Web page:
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RUBEN NAVARRETTE JR: To protect and serve, cops sometimes have to fire their weapons

Let me confess my bias right upfront.

As the son of a retired cop who was on the job for 37 years, my bias is against the attempted murder of police officers by violent mobs who attack them with stun guns, baseball bats, hockey sticks and other weapons. I’m also biased in favor of cops using deadly force against criminals and thugs to save their own lives or the lives of other cops.

The media coverage of the recent anniversary of the Jan. 6 attack on the U.S. Capitol was almost entirely — and predictably — about politics.

Liberals called the incident an “insurrection” and a “terrorist attack.” Conservatives insisted that it was neither, and then bashed liberals for using such language. The national bickering goes on.

As someone who grew up around cops, I worry a lot about their well-being. That said, I would have preferred more discussion about an aspect of the uprising that gets short shrift: the toll on law enforcement. The events of Jan. 6 showed the nation, and the world, how the American people have made the job of being a police officer nearly impossible.

Members of the U.S. Capitol Police and the Metropolitan Police Department of the District of Columbia ran toward chaos instead of away from it. That’s what heroes do. And, on that day, these heroic public servants did their jobs well, while showing remarkable restraint.

Too much restraint, if you ask me.

I’m with Sen. Lindsey Graham, R-S.C. According to The Washington Post, as lawmakers were being evacuated from the Capitol, the senator was irate. According to the Post, Graham yelled at the Senate sergeant-at-arms, “What are you doing? Take back the Senate! You’ve got guns. Use them. We give you guns for a reason. Use them.”

Later, on Fox News, Graham confirmed the quotes were accurate.

I’m also onboard with PBS White House correspondent Yamiche Alcindor, who — during a recent appearance on “PBS NewsHour” — suggested that it is likely there would have been more bloodshed had the riot involved African Americans or Latino protesters.

“The memory that sticks most with me, watching the Capitol being attacked, is that sense of entitlement that these white protesters had, to break in,” Alcindor said. “I kept picturing what it might have been like had these people been the protesters that I covered so closely in Ferguson — the Black people that were demanding justice and police accountability. It’s very easy to see those people being shot, frankly, dead on the steps of the Capitol if they were Black or Brown or immigrants. And to see some of the white protesters walk away with their lives … it’s something that sticks with me.”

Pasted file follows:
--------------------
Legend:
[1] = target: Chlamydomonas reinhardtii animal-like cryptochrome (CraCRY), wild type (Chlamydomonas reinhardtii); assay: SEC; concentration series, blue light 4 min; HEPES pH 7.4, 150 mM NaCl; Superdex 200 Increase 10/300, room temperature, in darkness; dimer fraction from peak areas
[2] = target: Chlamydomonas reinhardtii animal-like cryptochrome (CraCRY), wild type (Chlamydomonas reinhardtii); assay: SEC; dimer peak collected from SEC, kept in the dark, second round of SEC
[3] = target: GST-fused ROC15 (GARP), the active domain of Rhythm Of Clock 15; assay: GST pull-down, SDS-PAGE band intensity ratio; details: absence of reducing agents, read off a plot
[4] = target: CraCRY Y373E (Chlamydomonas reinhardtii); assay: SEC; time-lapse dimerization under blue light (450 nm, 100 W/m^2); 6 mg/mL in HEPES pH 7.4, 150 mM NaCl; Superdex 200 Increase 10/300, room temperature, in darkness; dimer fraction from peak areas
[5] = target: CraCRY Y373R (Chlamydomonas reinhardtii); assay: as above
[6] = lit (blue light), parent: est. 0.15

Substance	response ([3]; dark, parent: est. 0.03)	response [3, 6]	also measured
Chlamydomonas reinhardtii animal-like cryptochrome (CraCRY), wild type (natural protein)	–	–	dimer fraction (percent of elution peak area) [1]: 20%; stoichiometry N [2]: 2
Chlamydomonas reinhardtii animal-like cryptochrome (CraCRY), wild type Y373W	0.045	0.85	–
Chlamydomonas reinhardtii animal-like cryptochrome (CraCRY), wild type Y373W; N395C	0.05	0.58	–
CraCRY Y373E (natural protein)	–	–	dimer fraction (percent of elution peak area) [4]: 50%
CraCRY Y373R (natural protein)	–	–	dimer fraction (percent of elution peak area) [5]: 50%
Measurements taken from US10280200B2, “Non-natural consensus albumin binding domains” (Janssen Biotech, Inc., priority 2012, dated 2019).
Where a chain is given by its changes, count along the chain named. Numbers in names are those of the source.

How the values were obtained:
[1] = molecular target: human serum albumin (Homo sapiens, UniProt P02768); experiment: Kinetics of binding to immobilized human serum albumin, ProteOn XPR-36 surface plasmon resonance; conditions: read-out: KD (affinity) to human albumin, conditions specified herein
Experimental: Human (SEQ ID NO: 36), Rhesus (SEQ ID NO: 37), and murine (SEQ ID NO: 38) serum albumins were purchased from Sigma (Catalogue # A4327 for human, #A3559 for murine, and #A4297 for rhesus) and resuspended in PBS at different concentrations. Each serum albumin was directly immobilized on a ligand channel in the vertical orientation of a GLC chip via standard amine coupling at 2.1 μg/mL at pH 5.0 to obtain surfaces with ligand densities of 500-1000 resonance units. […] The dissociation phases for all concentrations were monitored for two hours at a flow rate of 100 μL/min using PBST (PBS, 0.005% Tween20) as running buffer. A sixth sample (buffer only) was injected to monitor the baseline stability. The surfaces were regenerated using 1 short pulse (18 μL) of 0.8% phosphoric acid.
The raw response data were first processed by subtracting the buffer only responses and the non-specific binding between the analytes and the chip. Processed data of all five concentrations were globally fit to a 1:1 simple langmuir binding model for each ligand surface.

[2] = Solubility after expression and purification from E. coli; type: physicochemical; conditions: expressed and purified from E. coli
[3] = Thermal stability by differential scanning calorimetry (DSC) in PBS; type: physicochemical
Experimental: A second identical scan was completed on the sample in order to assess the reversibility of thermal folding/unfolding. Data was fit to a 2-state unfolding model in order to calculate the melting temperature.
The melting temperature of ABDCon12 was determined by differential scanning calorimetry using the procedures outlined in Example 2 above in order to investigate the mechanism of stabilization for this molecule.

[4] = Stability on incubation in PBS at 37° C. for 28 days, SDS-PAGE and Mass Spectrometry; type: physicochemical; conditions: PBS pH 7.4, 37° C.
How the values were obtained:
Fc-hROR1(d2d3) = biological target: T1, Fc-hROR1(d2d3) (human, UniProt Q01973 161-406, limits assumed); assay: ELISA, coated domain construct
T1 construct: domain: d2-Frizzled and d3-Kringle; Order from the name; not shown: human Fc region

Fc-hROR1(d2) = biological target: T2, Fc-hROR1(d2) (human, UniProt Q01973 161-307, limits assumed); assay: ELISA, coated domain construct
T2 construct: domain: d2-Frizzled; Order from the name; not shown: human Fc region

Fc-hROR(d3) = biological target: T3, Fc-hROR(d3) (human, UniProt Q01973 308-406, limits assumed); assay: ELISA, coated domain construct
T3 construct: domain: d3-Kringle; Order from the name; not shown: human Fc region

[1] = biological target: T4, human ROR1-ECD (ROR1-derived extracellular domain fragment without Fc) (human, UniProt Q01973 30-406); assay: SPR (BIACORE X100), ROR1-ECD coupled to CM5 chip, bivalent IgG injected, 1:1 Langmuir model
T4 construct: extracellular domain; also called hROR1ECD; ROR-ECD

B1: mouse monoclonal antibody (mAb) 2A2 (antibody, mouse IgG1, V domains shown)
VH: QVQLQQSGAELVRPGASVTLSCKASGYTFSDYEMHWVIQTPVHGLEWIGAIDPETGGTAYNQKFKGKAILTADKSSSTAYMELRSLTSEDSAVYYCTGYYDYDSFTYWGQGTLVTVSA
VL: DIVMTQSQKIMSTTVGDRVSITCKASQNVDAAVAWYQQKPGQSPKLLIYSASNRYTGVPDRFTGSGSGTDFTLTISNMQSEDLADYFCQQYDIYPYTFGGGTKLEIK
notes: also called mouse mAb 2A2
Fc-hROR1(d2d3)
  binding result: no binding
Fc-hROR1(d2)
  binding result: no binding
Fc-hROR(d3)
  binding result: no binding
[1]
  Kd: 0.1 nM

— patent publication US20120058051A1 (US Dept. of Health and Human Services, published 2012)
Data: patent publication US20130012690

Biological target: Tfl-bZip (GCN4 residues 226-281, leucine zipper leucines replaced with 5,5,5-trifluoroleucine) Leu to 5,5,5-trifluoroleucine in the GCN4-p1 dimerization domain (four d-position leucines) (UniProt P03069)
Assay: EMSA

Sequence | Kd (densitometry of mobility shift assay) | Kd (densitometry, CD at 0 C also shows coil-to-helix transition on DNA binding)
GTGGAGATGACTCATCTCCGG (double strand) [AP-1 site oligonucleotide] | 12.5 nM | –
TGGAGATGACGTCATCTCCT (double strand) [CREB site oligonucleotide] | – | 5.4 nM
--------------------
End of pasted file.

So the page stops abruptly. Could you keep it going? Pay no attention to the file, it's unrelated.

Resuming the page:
As a Latino, I feel the same way. But the image of Jan. 6 that really haunts me most is the one instance where I believe officers should have fired their guns.

What seemed to be about two dozen men were pushing with all their might against D.C. police officer Daniel Hodges as he stood trapped in a glass doorway. The mob was crushing Hodges with enough force to cause serious bodily injury or even death. As the helpless young officer screamed in agony, with blood dripping from his mouth, rioters were brazen enough to take off his helmet and face mask and hit him in the head and face with his own nightstick. All the while, at least a dozen fellow officers looked on as they tried to free Hodges.

Watching it on television, this son of a cop was filled with rage.

We know that, elsewhere, protesters attacked other officers while chanting: “Kill him with his own gun!” Had the rioters reached Hodges’ service weapon, that is exactly what one of them might have done.

Some of the Jan. 6 officers say that they feared using their guns would only inflame the situation. That’s always a risk. But, as we saw, not using them is risky, too.

The fact that police officers would hesitate to use deadly force against a mob of violent insurrectionists, even to save the life of a fellow officer, is a problem.

The cops I know would just as soon never fire their weapon. A “good shoot” still means mountains of paperwork and a mandatory internal investigation. A bad one could mean a possible firing or civil lawsuit. Often, that’s why cops hesitate.

Americans are right to be concerned when police fire their guns when they shouldn’t. But we also need to be concerned when police fail to discharge their weapons when they should.

Ruben Navarrette’s email address is crimscribe@icloud.com. His podcast, “Ruben in the Center,” is available through every podcast app.

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